Examination of the left engine revealed the engines accessories, ignition leads, cables, tubing, hoses, and wires were fire damaged. The oil lines were fire damaged and the engine contained oil. The oil filter was removed, disassembled, and no contamination was noted. The engine oil screen was removed and no contamination was noted in the oil screen or in the engine oil system. The fuel manifold was intact and all fuel lines were still connected to the fuel nozzles at the cylinders. The fuel nozzles were removed and checked for blockage. No blockage was noted. The fuel lines connected to the nozzles and the fuel manifold were not contaminated. The fuel manifold was safety wired and sealed. The safety wire was removed. Water droplets and oil were found on the vacuum side of the diaphragm. The engine cylinders were examined with a bore scoped and no anomalies were noted. The magnetos were removed and rotated by hand. Spark was observed on all ignition towers on both magnetos. The fuel servo was attached to the engine and removed for examination. The fuel screen was removed from the fuel servo and no fuel or water was noted in the cavity of the servo. Examination of the fuel screen revealed rust on the fuel screen surface. The engine driven fuel pump was removed and no fuel or water was present in the pump. The top spark plugs were removed, and revealed light gray carbon deposits and exhibited normal wear. All of the rocker box covers were damaged and were removed to confirm valve train continuity. The crankshaft was rotated by hand and valve train continuity was confirmed. Suction and compression was present on all cylinders.
The fuselage sustained fire damage and was melted down to the cabin floor. The empennage aft of the rear cabin door was damage. The vertical stabilizer and elevators remained attached to the empennage. The rudder and both elevators were attached to their respective surfaces and sustained damage.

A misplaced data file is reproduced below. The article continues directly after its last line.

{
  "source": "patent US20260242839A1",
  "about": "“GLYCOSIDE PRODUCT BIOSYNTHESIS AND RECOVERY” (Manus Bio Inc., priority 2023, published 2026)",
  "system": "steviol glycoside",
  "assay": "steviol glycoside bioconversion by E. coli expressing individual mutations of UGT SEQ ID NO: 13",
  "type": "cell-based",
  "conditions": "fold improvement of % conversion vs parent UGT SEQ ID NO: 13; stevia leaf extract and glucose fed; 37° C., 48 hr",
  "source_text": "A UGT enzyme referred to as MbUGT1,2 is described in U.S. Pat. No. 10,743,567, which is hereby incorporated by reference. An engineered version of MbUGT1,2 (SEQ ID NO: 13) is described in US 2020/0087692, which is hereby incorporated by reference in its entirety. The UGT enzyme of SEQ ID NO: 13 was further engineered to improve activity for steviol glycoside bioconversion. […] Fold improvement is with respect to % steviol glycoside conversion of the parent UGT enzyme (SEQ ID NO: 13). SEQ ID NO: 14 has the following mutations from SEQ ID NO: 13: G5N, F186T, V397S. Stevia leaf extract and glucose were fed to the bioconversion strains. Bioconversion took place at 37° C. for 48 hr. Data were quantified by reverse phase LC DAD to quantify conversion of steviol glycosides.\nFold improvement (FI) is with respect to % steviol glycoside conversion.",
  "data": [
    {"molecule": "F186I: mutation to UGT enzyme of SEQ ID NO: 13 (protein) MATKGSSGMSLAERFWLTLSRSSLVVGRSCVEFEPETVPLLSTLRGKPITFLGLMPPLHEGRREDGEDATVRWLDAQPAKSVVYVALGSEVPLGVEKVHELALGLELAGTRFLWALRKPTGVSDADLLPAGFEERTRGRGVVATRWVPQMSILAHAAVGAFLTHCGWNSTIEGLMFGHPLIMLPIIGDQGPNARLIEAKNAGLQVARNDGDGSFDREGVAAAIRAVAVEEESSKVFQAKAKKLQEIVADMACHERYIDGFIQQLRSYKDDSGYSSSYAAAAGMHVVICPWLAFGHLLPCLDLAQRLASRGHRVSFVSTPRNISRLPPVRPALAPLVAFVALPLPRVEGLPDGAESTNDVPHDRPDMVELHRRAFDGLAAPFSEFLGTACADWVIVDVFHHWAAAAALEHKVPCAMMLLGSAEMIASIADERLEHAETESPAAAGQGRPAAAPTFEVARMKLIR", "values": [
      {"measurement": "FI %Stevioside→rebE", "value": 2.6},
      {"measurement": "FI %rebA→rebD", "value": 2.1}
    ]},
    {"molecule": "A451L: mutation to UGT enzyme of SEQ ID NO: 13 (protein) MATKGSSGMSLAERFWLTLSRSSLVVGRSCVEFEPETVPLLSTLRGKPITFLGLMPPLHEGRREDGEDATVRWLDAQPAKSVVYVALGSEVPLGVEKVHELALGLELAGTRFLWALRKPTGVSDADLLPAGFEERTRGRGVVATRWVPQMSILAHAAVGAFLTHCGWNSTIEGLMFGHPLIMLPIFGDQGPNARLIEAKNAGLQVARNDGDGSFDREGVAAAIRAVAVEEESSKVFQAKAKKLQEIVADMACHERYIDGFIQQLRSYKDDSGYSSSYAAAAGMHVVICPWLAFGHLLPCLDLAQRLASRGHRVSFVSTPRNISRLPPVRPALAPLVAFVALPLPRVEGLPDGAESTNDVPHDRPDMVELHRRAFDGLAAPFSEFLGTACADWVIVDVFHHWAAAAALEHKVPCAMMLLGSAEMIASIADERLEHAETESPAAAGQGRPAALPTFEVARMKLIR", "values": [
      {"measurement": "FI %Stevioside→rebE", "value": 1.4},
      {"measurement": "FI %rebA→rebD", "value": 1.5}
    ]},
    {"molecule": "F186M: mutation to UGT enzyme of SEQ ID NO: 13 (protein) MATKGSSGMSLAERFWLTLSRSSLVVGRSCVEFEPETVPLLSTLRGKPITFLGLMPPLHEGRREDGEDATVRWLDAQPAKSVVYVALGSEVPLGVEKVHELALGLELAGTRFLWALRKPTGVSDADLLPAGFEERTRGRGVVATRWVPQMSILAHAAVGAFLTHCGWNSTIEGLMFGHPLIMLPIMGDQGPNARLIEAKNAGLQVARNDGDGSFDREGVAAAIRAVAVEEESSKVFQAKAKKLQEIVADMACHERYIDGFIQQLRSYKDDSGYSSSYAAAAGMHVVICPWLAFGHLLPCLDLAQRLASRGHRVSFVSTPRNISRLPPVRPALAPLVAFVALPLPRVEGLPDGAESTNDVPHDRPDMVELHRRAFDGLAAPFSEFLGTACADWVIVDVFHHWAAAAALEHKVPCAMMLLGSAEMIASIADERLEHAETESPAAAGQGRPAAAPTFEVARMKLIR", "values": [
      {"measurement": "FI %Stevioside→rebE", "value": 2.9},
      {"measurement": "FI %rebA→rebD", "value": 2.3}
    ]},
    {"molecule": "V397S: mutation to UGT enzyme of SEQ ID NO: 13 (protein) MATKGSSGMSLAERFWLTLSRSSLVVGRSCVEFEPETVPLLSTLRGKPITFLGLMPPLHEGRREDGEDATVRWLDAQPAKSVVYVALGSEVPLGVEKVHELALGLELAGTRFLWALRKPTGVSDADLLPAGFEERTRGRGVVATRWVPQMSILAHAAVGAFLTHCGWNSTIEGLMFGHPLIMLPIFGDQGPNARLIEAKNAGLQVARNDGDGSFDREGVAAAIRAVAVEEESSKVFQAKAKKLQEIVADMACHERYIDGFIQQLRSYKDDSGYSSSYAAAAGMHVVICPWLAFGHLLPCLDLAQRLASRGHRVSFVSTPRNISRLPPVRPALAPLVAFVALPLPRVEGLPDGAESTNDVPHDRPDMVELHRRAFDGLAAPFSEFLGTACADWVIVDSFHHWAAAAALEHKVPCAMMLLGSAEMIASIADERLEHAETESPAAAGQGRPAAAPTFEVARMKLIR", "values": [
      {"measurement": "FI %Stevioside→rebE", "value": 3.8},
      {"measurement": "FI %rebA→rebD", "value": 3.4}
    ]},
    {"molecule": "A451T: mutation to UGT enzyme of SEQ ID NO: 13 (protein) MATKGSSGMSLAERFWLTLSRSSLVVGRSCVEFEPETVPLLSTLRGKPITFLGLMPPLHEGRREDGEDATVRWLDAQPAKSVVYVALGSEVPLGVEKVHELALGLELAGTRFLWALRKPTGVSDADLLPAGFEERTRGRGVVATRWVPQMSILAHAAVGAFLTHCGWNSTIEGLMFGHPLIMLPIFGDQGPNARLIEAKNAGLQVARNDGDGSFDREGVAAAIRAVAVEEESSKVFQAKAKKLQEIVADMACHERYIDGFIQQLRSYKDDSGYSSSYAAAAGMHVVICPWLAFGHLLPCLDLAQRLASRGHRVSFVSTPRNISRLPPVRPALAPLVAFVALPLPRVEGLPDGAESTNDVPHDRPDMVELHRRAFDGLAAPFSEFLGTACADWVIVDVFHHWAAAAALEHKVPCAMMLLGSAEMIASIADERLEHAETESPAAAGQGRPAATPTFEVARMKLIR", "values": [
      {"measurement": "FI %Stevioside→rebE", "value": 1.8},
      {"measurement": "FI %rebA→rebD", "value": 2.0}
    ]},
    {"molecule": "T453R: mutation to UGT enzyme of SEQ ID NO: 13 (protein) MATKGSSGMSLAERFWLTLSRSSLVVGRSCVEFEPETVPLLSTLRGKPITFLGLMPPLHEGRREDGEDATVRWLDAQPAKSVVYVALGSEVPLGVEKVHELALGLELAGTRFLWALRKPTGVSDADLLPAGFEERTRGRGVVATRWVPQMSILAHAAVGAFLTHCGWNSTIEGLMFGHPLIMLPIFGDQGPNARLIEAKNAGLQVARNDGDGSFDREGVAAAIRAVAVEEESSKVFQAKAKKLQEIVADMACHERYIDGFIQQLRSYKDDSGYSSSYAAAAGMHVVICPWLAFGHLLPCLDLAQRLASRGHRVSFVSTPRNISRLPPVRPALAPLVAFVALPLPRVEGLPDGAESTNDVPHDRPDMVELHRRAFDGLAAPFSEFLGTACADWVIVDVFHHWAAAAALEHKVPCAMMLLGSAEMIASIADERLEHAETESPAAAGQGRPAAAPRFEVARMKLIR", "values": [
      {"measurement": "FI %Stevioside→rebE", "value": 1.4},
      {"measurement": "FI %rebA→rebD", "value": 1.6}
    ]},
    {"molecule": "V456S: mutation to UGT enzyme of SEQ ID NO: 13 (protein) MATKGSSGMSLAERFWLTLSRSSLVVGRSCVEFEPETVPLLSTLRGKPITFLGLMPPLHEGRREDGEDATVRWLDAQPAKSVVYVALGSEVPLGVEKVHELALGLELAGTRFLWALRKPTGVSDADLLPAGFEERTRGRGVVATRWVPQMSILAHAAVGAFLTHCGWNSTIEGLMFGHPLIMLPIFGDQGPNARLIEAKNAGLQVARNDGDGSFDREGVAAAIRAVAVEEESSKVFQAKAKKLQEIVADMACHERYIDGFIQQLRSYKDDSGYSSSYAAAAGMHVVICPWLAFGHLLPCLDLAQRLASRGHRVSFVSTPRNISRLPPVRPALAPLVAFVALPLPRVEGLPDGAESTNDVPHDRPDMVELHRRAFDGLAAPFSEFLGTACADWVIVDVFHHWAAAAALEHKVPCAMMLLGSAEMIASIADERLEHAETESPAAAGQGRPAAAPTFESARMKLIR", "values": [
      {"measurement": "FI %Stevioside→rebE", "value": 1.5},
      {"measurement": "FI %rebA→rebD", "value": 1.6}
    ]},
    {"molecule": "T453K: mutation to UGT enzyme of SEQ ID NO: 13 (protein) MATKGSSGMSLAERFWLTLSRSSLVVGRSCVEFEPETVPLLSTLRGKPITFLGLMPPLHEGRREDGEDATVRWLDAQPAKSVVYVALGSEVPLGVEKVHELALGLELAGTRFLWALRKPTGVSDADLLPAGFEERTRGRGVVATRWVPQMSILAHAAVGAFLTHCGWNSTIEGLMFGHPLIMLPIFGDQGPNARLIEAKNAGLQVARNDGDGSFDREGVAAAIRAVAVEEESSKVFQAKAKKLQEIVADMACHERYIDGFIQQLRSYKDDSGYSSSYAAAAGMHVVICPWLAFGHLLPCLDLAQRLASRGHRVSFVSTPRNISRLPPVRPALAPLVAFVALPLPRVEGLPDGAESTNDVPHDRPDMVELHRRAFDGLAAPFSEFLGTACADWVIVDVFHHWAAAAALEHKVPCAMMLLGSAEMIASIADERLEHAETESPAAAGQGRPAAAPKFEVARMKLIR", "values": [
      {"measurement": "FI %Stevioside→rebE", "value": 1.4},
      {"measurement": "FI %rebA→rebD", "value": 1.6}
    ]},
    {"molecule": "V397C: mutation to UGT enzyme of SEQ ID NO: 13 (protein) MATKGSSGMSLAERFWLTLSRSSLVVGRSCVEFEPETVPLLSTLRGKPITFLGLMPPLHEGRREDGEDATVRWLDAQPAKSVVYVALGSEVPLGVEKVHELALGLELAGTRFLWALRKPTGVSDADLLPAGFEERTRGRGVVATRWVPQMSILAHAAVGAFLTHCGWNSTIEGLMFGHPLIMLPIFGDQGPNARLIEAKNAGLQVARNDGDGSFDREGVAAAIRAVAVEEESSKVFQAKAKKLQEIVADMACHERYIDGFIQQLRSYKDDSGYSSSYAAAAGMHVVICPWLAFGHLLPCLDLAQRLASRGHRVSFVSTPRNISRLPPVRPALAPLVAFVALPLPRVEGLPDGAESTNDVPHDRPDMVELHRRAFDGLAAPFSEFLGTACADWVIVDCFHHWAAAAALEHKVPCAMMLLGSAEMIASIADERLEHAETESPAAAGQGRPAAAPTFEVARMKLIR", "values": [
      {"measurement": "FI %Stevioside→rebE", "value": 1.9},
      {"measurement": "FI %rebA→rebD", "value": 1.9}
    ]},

Examination of the right wing revealed it remained attached at the wing root. The right engine separated from the wing with the engine mounts remaining attached to the engine. The engine was located on the left side of the airplane. The right engine nacelle was buckled and fire damaged. The right engine upper and lower cowlings were damaged and remained attached to the engine. The right wing was buckled and sustained fire damaged near the nacelle section of the wing. Fuel was observed leaking from the right wing at the fuel line in the nacelle area and the fuel line was plugged to prevent further leakage. The right main landing gear was fire damage and was in the retracted position. The right flap and aileron remained attached to their attachment points. The right flap was in the retracted position. The right wing main and auxiliary fuel caps were secure with a tight seal. The right main and auxiliary fuel tanks were not ruptured. The right main fuel tank contained about 30 gallons of aviation fuel. No fuel was present in the auxiliary fuel tank. The fuel was tested and did not contain any water or debris.